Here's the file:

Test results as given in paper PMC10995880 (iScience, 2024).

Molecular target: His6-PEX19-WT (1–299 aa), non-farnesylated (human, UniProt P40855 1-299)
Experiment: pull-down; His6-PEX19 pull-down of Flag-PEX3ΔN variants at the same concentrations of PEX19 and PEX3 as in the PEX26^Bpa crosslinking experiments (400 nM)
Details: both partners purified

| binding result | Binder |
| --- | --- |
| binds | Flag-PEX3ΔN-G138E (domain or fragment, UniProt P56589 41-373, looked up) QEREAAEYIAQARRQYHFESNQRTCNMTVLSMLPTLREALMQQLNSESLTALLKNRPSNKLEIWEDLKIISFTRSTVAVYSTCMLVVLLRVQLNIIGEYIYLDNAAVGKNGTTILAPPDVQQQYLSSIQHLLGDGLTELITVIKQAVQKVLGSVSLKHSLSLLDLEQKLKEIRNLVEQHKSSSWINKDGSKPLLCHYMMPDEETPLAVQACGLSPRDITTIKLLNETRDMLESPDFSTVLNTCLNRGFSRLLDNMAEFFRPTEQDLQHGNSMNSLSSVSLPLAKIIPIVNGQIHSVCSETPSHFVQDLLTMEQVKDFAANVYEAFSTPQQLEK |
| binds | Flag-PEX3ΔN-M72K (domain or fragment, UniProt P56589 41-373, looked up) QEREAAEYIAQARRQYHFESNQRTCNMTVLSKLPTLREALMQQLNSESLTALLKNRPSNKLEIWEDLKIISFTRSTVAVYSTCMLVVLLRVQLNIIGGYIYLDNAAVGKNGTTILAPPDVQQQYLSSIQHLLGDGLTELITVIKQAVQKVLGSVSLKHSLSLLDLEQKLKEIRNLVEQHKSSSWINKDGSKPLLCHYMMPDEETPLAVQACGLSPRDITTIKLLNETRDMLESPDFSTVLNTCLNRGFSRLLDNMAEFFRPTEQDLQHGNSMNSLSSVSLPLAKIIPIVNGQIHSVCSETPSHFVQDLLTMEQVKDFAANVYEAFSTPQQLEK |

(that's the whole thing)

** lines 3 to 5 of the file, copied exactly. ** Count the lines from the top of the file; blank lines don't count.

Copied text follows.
Experiment: pull-down; His6-PEX19 pull-down of Flag-PEX3ΔN variants at the same concentrations of PEX19 and PEX3 as in the PEX26^Bpa crosslinking experiments (400 nM)
Details: both partners purified

| binding result | Binder |